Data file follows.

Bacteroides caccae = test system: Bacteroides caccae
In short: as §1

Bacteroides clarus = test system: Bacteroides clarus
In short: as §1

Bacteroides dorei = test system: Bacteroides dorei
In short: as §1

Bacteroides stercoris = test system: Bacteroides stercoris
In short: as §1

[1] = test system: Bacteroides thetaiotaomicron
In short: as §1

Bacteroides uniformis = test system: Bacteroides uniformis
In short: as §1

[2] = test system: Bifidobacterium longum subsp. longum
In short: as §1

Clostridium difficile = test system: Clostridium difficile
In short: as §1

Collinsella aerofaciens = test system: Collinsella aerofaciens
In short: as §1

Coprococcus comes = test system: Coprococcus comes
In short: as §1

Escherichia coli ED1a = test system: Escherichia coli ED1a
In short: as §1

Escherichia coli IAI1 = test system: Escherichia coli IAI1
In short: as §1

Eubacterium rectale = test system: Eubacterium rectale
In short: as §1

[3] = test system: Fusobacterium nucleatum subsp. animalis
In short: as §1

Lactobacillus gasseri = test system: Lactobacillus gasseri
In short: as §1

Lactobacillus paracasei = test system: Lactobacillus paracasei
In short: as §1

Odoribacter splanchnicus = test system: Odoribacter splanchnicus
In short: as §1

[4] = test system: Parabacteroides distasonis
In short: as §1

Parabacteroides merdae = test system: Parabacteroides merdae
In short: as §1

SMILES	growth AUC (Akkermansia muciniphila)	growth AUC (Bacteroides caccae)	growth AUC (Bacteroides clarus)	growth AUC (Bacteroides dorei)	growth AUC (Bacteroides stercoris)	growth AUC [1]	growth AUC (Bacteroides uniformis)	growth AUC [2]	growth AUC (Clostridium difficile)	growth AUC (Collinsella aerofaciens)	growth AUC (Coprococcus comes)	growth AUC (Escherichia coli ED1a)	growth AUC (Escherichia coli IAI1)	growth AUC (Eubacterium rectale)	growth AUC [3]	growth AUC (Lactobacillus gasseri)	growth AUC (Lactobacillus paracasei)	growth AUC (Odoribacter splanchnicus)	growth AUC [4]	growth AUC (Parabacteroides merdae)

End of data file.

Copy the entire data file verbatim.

Bacteroides caccae = test system: Bacteroides caccae
In short: as §1

Bacteroides clarus = test system: Bacteroides clarus
In short: as §1

Bacteroides dorei = test system: Bacteroides dorei
In short: as §1

Bacteroides stercoris = test system: Bacteroides stercoris
In short: as §1

[1] = test system: Bacteroides thetaiotaomicron
In short: as §1

Bacteroides uniformis = test system: Bacteroides uniformis
In short: as §1

[2] = test system: Bifidobacterium longum subsp. longum
In short: as §1

Clostridium difficile = test system: Clostridium difficile
In short: as §1

Collinsella aerofaciens = test system: Collinsella aerofaciens
In short: as §1

Coprococcus comes = test system: Coprococcus comes
In short: as §1

Escherichia coli ED1a = test system: Escherichia coli ED1a
In short: as §1

Escherichia coli IAI1 = test system: Escherichia coli IAI1
In short: as §1

Eubacterium rectale = test system: Eubacterium rectale
In short: as §1

[3] = test system: Fusobacterium nucleatum subsp. animalis
In short: as §1

Lactobacillus gasseri = test system: Lactobacillus gasseri
In short: as §1

Lactobacillus paracasei = test system: Lactobacillus paracasei
In short: as §1

Odoribacter splanchnicus = test system: Odoribacter splanchnicus
In short: as §1

[4] = test system: Parabacteroides distasonis
In short: as §1

Parabacteroides merdae = test system: Parabacteroides merdae
In short: as §1

SMILES	growth AUC (Akkermansia muciniphila)	growth AUC (Bacteroides caccae)	growth AUC (Bacteroides clarus)	growth AUC (Bacteroides dorei)	growth AUC (Bacteroides stercoris)	growth AUC [1]	growth AUC (Bacteroides uniformis)	growth AUC [2]	growth AUC (Clostridium difficile)	growth AUC (Collinsella aerofaciens)	growth AUC (Coprococcus comes)	growth AUC (Escherichia coli ED1a)	growth AUC (Escherichia coli IAI1)	growth AUC (Eubacterium rectale)	growth AUC [3]	growth AUC (Lactobacillus gasseri)	growth AUC (Lactobacillus paracasei)	growth AUC (Odoribacter splanchnicus)	growth AUC [4]	growth AUC (Parabacteroides merdae)